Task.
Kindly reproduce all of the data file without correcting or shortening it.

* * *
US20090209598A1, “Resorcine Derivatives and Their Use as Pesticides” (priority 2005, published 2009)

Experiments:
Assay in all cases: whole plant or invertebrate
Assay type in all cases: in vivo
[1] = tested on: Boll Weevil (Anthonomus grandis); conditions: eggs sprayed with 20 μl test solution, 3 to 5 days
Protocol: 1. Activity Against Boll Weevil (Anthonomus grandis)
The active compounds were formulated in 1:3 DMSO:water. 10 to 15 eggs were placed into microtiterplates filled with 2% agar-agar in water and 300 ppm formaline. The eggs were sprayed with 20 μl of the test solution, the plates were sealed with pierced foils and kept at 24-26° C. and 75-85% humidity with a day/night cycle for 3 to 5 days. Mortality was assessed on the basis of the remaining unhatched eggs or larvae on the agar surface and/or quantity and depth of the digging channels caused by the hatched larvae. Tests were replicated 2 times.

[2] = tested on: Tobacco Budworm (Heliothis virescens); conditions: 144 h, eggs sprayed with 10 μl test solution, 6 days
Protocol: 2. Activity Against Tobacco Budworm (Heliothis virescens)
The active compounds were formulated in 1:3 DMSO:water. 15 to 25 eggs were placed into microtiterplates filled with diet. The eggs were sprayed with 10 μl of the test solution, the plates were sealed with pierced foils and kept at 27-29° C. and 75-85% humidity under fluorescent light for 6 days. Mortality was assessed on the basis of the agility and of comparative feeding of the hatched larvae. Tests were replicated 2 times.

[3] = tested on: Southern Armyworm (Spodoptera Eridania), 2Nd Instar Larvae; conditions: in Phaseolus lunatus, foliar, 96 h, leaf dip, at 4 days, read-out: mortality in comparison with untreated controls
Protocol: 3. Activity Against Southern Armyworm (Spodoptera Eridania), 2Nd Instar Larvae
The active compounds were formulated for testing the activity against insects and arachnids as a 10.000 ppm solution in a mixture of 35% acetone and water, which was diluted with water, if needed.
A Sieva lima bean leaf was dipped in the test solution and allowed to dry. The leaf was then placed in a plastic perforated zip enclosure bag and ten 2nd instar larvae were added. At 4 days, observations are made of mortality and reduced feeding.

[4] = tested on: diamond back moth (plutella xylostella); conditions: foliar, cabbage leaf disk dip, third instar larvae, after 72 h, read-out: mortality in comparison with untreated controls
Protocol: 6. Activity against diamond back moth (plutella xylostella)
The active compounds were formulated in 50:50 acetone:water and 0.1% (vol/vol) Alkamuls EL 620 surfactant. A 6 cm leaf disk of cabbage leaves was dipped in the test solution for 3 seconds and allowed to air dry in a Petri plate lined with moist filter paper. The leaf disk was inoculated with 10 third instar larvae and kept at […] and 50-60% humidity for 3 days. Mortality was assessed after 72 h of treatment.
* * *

US20090209598A1, “Resorcine Derivatives and Their Use as Pesticides” (priority 2005, published 2009)

Experiments:
Assay in all cases: whole plant or invertebrate
Assay type in all cases: in vivo
[1] = tested on: Boll Weevil (Anthonomus grandis); conditions: eggs sprayed with 20 μl test solution, 3 to 5 days
Protocol: 1. Activity Against Boll Weevil (Anthonomus grandis)
The active compounds were formulated in 1:3 DMSO:water. 10 to 15 eggs were placed into microtiterplates filled with 2% agar-agar in water and 300 ppm formaline. The eggs were sprayed with 20 μl of the test solution, the plates were sealed with pierced foils and kept at 24-26° C. and 75-85% humidity with a day/night cycle for 3 to 5 days. Mortality was assessed on the basis of the remaining unhatched eggs or larvae on the agar surface and/or quantity and depth of the digging channels caused by the hatched larvae. Tests were replicated 2 times.

[2] = tested on: Tobacco Budworm (Heliothis virescens); conditions: 144 h, eggs sprayed with 10 μl test solution, 6 days
Protocol: 2. Activity Against Tobacco Budworm (Heliothis virescens)
The active compounds were formulated in 1:3 DMSO:water. 15 to 25 eggs were placed into microtiterplates filled with diet. The eggs were sprayed with 10 μl of the test solution, the plates were sealed with pierced foils and kept at 27-29° C. and 75-85% humidity under fluorescent light for 6 days. Mortality was assessed on the basis of the agility and of comparative feeding of the hatched larvae. Tests were replicated 2 times.

[3] = tested on: Southern Armyworm (Spodoptera Eridania), 2Nd Instar Larvae; conditions: in Phaseolus lunatus, foliar, 96 h, leaf dip, at 4 days, read-out: mortality in comparison with untreated controls
Protocol: 3. Activity Against Southern Armyworm (Spodoptera Eridania), 2Nd Instar Larvae
The active compounds were formulated for testing the activity against insects and arachnids as a 10.000 ppm solution in a mixture of 35% acetone and water, which was diluted with water, if needed.
A Sieva lima bean leaf was dipped in the test solution and allowed to dry. The leaf was then placed in a plastic perforated zip enclosure bag and ten 2nd instar larvae were added. At 4 days, observations are made of mortality and reduced feeding.

[4] = tested on: diamond back moth (plutella xylostella); conditions: foliar, cabbage leaf disk dip, third instar larvae, after 72 h, read-out: mortality in comparison with untreated controls
Protocol: 6. Activity against diamond back moth (plutella xylostella)
The active compounds were formulated in 50:50 acetone:water and 0.1% (vol/vol) Alkamuls EL 620 surfactant. A 6 cm leaf disk of cabbage leaves was dipped in the test solution for 3 seconds and allowed to air dry in a Petri plate lined with moist filter paper. The leaf disk was inoculated with 10 third instar larvae and kept at […] and 50-60% humidity for 3 days. Mortality was assessed after 72 h of treatment.